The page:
Forty-three patients underwent primary repair of craniosynostosis. The mean age of the patients at the time of surgery was 17.7 months (median, 9.0 months) (Fig. 1). The average weight at the time of surgery was 10.0 kg (median, 8.6). Of the 43 patients, 14 underwent repair for metopic synostosis, 9 for sagittal, 8 for unicoronal, 2 for bicoronal, 1 for lambdoid, and 9 for multiple sutures (Table 1). There were 2 syndromic children included in this study, one with Crouzon syndrome and the other with Beare–Stevenson syndrome. The mean length of stay was 3.7 ± 1.2 days. Table 2 summarizes the demographic, blood loss, and transfusion results.
Blood loss values were obtained from surgeon-recorded EBL. The mean EBL for all patients in the study was 207.4 ± 138.9 mL (median, 150 mL) with a range from 20 to 625 mL. These values were normalized by the patient weight to account for age-related differences in preoperative blood volumes. They are reported as a percent of the EBV. The mean estimated blood loss (EBL) as a percent of EBV was 28.1% (median, 25.0%) with a range of 3.5%–95.3%. The EBL% was also calculated based on suture type as seen in Table 1.
For 37 patients, blood loss was calculated (CBL) from the patient’s weight and hematocrit values as previously detailed (Table 3). The mean CBL as a percent of the patient’s total blood volume was 44.3% (median, 33.8%) with a range of 2.0%–172.3%. The mean volume in milliliters of CBL was 318.0 ± 257.9 mL.
All patients requiring a transfusion received packed red blood cells. This is reported both in terms of the number of donors to which the patients were exposed, and the volume transfused. In our study, 6 patients did not receive a transfusion (14.0%), 30 patients received 1 unit of pRBCs (69.8%), and 7 patients received ≥2 units of pRBCs (16.3%). The mean transfusion volume was 188.0 ± 125.4 mL (median, 160 mL) with a range of 0–495 mL. Similar to the blood loss figures, the transfusion volumes were normalized for patient weight. The mean transfusion as a percent of EBV was 26.5% with a range of 0%–75.5%. To compare data to previously done studies, the transfusion volumes were also converted to reflect the percent of the estimated red cell mass (ERCM) received by the patient for the 37 patients with preoperative hematocrit values. The mean transfusion as a percent of ERCM was 59.1% (median, 49.6%) with a range of 0%–181.1%.
The correlation of estimated and CBL values with the transfusion volume was evaluated using the Pearson correlation coefficient. The Pearson correlation coefficient for surgeon EBL [percent of EBV (%EBV)] and the transfusion volume (%EBV) was 0.73. The Pearson correlation coefficient for CBL (%EBV) and the transfusion volume (%EBV) was 0.82 (Fig. 2).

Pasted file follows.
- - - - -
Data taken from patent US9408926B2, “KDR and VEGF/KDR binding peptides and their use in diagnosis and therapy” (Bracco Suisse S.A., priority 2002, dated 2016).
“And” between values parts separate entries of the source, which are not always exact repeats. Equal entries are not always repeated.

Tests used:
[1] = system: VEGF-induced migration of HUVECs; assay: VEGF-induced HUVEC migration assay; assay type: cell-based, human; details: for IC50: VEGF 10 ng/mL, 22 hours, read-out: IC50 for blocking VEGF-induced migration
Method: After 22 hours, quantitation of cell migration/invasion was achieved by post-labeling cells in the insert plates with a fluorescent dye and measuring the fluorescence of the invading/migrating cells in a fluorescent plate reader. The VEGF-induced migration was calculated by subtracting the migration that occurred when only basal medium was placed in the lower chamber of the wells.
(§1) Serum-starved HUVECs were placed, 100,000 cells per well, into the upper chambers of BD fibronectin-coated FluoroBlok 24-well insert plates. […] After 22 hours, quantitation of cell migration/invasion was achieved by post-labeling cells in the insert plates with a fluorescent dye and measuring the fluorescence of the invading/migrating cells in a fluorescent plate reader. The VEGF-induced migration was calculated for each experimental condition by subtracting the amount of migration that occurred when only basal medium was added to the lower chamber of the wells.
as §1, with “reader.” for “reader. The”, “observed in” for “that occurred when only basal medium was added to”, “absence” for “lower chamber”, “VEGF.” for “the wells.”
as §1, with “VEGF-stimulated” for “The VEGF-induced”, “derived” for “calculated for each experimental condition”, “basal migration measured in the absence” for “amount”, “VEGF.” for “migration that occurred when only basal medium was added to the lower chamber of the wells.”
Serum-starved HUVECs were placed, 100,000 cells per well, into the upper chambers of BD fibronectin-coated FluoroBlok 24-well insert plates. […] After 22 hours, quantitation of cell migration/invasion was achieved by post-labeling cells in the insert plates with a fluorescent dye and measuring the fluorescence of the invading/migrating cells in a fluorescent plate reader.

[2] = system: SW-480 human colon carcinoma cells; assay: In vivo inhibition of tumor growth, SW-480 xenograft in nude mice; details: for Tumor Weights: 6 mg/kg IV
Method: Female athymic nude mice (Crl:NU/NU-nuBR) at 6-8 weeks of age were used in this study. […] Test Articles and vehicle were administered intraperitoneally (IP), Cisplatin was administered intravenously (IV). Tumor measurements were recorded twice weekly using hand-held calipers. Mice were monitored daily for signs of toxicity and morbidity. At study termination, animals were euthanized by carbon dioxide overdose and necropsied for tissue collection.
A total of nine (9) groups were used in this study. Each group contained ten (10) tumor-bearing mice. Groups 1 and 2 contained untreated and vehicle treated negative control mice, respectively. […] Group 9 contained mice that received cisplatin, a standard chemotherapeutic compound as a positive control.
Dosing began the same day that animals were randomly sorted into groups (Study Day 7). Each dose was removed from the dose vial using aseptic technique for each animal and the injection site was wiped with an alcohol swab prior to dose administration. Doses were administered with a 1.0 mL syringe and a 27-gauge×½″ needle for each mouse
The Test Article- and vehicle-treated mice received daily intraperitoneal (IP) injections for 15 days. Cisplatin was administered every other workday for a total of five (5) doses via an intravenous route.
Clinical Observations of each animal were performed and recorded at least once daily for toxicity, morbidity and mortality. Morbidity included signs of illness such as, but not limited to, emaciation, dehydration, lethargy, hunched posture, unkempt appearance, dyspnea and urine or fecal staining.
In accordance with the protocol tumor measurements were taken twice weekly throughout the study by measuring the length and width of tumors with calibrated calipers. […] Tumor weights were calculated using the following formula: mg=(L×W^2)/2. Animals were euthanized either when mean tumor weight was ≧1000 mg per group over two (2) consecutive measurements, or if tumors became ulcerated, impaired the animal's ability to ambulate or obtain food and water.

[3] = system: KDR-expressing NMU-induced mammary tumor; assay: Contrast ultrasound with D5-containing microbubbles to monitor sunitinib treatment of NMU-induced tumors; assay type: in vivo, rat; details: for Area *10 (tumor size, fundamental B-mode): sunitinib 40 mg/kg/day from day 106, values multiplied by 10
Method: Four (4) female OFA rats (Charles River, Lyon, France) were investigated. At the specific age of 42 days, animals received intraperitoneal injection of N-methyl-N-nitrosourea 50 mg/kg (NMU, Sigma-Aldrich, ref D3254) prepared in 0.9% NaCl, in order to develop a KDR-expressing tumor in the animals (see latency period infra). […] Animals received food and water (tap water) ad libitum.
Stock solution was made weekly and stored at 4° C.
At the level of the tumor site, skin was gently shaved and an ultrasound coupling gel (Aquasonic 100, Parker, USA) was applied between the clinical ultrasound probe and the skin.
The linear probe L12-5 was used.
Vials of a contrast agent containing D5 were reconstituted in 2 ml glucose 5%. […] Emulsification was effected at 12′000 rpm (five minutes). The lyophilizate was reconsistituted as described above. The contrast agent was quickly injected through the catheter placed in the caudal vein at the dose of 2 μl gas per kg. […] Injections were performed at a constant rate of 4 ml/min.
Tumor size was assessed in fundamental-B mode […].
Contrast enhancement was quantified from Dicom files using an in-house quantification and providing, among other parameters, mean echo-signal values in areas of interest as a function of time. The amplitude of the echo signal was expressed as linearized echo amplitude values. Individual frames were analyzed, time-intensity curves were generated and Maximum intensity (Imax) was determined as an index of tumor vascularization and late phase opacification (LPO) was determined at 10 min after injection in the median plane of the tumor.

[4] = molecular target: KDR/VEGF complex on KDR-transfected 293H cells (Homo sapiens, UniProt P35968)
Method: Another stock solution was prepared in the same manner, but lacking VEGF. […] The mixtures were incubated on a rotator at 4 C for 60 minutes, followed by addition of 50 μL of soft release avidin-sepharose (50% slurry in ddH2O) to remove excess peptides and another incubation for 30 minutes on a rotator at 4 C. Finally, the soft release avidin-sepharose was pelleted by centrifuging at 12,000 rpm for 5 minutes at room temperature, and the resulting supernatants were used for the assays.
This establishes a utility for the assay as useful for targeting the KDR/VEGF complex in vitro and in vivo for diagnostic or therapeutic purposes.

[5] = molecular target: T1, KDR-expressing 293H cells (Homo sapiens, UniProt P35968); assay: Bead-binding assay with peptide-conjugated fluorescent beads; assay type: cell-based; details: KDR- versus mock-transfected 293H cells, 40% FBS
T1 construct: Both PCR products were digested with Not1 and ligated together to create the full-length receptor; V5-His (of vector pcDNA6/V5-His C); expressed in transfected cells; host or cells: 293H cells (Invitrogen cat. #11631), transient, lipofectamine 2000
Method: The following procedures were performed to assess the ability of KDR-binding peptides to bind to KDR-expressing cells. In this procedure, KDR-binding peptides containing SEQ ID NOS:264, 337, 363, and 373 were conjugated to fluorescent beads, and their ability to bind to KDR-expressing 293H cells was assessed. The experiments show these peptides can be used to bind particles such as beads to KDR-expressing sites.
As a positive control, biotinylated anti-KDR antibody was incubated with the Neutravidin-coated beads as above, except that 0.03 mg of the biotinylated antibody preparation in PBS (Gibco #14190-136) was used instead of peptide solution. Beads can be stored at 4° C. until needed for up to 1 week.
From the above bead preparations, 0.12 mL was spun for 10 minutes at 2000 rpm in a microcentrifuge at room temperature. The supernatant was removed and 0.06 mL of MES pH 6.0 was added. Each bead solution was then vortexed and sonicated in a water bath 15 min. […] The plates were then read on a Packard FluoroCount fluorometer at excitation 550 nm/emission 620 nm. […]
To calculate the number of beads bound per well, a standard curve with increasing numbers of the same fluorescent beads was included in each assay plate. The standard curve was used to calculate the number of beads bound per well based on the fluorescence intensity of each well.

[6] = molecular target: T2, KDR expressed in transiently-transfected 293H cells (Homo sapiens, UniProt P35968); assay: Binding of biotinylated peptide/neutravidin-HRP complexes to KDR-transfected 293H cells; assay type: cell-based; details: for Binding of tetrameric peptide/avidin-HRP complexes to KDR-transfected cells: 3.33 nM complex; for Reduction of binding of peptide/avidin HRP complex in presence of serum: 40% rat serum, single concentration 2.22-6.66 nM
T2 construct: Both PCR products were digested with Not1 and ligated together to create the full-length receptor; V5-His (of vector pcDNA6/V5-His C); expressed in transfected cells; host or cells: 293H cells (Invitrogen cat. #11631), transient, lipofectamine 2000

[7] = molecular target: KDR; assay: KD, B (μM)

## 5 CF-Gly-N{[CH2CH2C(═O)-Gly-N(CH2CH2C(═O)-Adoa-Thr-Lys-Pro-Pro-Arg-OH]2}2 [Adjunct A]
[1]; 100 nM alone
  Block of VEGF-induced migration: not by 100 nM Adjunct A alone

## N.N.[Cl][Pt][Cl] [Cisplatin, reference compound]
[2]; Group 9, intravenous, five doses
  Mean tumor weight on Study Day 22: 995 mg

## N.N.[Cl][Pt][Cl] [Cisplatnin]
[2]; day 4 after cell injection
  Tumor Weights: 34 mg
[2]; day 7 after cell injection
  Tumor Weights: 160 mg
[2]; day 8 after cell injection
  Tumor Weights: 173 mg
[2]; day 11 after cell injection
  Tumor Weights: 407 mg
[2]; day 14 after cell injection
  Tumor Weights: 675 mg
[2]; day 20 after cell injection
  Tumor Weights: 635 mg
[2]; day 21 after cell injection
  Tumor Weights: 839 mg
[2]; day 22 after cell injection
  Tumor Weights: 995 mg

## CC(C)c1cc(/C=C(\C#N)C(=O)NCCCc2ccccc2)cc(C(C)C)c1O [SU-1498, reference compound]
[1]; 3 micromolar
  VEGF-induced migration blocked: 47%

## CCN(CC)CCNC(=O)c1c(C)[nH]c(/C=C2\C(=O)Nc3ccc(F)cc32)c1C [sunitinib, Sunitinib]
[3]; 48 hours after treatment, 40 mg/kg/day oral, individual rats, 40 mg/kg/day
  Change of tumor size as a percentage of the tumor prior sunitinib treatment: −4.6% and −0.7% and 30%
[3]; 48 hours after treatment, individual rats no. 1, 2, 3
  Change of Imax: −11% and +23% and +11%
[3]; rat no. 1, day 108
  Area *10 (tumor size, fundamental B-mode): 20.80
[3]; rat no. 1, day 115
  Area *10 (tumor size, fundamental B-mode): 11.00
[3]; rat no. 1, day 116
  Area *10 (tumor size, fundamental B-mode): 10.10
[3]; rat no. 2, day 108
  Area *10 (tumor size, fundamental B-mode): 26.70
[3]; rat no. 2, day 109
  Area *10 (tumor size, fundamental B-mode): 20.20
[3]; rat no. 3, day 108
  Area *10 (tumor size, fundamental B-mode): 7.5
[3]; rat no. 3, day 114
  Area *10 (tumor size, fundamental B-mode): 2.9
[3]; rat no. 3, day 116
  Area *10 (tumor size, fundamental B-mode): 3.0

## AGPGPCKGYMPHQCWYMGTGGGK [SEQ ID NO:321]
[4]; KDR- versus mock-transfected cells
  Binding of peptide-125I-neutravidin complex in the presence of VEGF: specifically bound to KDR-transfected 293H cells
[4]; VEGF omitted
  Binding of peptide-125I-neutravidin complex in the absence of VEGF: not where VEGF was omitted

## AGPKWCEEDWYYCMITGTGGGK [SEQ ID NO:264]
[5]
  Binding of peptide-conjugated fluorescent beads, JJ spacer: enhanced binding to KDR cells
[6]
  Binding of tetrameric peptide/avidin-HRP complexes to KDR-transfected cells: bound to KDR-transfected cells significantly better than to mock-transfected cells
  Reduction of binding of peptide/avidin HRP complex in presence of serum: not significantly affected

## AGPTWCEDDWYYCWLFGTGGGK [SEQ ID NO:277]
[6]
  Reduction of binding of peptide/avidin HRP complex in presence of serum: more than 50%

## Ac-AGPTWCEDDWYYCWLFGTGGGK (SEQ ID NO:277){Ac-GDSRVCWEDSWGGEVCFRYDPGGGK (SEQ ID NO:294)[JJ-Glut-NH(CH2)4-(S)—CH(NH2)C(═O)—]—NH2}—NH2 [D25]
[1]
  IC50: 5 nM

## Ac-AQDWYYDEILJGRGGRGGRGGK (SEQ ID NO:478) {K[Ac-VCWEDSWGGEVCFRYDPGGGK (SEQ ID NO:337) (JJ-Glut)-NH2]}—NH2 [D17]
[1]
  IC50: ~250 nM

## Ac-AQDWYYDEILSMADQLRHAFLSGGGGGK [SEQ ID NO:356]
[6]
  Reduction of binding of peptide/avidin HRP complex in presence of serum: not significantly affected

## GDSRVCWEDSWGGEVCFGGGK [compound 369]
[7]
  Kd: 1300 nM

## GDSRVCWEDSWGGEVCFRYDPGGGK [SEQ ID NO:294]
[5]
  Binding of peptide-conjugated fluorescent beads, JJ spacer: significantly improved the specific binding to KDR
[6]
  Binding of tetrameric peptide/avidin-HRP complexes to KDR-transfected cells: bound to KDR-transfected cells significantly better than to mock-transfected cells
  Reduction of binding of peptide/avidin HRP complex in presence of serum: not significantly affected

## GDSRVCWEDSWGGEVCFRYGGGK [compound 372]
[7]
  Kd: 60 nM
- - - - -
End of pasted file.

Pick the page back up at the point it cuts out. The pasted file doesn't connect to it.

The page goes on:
Blood loss during open repair of craniosynostosis is a significant risk of the procedure. Accurate and up-to-date information regarding the extent of blood loss is necessary to inform surgeon and patient decisions. EBL is limited by its subjectivity. For this reason, we calculated the blood loss by using weight, pre- and postoperative hematocrit, and the hematocrit transfused during the surgery for the 37 of 43 patients for whom this information was available in the medical record.
In this 37 patient subset, the CBL was 318.0 mL compared with a surgeon EBL of 218.9 mL. The CBL was 45% higher than the EBL which is consistent with other comparisons reported in the literature.5 Faberowski et al.5 in 1999 reported a CBL values on a series of 80 patients and reported blood loss by suture type, reporting a CBL of 430 mL for metopic, 210 mL for lambdoidal, and 359 mL for complex sagittal synostosis repairs. By comparison, our study found CBL of 262 mL for metopic, 89 mL for lambdoidal, and 284 mL for sagittal synostosis repair (Table 1). In 1989, Kearney et al.4 reported CBL as a percent of total blood volume for 76 patients as 24% for sagittal craniectomy, 42% for metopic, and 62% for multiple sutures. In our study, CBL as a percent of total blood volume was 38% for sagittal, 37% for metopic, and 67% for multiple sutures (Table 1). Howe and Cooper16 reported a median CBL as a percentage of EBV of 88% for fronto-orbital advancement and 92% for cranial vault surgery. By comparison, our median CBL as a percent of EBV was 41.9% for all procedures. Although not objective measurements, surgeon EBL values have been primarily reported in the literature. Tunçbilek et al.,17 in a 2005 retrospective chart review of 30 patients undergoing craniosynostosis repair, reported a mean EBL of 566.8 mL. More recently, Shah et al.13 reported a mean EBL of 218 mL in patients undergoing isolated sagittal synostosis repair. Our mean EBL of 207.4 mL overall and 171.1 mL for patients undergoing isolated sagittal synostosis repair compares favorably with these numbers.